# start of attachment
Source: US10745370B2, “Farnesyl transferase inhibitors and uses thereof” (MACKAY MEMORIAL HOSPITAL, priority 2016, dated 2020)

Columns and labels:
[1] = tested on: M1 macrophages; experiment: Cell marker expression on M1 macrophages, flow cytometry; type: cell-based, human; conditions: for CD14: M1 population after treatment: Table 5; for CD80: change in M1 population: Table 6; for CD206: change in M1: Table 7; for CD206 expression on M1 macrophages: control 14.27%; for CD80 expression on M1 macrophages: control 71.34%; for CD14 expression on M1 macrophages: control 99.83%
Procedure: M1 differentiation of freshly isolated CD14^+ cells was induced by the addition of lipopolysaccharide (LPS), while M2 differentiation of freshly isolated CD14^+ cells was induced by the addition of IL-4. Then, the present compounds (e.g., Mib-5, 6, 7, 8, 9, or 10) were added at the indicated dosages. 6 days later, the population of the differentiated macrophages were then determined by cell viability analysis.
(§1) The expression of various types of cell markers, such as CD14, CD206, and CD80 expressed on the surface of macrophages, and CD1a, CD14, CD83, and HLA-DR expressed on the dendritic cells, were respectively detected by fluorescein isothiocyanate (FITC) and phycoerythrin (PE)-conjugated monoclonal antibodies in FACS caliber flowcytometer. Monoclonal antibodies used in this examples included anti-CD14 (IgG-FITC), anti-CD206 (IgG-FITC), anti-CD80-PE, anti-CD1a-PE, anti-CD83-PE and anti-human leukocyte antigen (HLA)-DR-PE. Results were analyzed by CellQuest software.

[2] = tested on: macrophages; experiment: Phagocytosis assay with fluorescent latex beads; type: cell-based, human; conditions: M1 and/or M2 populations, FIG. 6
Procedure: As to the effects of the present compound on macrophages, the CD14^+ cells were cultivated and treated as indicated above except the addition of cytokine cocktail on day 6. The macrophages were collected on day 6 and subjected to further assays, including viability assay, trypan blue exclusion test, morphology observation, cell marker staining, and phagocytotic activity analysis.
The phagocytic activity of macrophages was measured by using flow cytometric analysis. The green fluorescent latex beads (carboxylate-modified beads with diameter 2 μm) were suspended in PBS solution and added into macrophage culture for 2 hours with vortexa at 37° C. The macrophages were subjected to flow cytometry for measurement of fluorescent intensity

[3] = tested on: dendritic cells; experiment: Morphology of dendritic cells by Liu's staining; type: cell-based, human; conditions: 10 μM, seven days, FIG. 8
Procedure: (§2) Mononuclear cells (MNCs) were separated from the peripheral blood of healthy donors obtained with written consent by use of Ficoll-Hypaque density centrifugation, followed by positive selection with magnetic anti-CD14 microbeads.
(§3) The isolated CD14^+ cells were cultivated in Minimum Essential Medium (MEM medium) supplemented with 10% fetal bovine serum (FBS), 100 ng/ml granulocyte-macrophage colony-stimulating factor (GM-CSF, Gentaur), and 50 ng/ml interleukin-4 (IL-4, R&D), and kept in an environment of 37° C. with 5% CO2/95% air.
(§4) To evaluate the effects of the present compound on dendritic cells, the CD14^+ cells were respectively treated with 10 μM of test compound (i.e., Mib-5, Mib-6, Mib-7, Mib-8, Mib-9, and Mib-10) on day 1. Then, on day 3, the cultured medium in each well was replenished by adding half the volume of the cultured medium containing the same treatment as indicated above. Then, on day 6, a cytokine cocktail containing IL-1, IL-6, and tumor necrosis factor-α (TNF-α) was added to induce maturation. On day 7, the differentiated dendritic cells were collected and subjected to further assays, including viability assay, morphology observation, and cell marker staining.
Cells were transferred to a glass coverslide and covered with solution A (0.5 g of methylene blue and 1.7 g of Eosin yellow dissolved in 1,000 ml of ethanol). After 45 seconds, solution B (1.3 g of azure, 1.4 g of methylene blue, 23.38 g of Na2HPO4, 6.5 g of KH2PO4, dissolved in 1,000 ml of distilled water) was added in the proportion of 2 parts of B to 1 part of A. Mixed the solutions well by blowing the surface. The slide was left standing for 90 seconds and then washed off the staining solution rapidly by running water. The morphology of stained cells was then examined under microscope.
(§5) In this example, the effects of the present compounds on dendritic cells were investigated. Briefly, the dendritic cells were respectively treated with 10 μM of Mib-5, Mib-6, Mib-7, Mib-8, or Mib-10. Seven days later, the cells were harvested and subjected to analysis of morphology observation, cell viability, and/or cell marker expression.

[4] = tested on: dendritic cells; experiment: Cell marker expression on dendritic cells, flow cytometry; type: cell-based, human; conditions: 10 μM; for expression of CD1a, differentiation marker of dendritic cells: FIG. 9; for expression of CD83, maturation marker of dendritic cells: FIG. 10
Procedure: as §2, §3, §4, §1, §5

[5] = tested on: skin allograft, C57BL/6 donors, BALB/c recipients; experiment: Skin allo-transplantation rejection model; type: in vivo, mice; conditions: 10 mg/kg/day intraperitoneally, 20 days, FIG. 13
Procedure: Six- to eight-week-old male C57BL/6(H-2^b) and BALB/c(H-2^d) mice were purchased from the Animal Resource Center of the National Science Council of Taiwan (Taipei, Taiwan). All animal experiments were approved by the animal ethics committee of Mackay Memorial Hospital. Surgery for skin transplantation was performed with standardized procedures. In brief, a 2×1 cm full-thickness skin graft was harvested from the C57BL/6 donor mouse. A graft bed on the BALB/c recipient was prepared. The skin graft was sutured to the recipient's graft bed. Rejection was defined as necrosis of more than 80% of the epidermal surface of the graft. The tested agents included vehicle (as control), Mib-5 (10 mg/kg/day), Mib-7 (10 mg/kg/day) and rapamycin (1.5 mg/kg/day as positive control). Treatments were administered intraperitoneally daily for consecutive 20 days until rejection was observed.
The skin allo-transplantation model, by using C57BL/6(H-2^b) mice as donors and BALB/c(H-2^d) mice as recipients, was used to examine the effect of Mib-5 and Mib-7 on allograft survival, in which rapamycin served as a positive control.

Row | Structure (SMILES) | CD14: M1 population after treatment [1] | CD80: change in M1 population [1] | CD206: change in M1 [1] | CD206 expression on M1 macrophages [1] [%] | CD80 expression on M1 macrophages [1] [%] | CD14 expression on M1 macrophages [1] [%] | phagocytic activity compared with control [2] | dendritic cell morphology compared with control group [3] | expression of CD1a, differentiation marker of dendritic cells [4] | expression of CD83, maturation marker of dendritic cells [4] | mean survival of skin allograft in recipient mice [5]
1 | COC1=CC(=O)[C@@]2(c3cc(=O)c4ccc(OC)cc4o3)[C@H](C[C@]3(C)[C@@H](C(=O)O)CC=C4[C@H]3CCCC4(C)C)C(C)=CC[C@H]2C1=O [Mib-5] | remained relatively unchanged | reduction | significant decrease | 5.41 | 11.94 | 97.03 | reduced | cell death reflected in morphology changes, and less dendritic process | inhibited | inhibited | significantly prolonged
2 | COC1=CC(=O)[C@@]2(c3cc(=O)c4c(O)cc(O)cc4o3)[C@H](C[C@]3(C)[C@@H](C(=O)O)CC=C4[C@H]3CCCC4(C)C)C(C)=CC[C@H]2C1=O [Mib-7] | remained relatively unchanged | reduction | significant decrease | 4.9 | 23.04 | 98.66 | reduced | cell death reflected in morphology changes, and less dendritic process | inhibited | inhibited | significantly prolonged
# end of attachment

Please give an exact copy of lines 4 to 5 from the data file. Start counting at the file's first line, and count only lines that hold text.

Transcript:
Procedure: M1 differentiation of freshly isolated CD14^+ cells was induced by the addition of lipopolysaccharide (LPS), while M2 differentiation of freshly isolated CD14^+ cells was induced by the addition of IL-4. Then, the present compounds (e.g., Mib-5, 6, 7, 8, 9, or 10) were added at the indicated dosages. 6 days later, the population of the differentiated macrophages were then determined by cell viability analysis.
(§1) The expression of various types of cell markers, such as CD14, CD206, and CD80 expressed on the surface of macrophages, and CD1a, CD14, CD83, and HLA-DR expressed on the dendritic cells, were respectively detected by fluorescein isothiocyanate (FITC) and phycoerythrin (PE)-conjugated monoclonal antibodies in FACS caliber flowcytometer. Monoclonal antibodies used in this examples included anti-CD14 (IgG-FITC), anti-CD206 (IgG-FITC), anti-CD80-PE, anti-CD1a-PE, anti-CD83-PE and anti-human leukocyte antigen (HLA)-DR-PE. Results were analyzed by CellQuest software.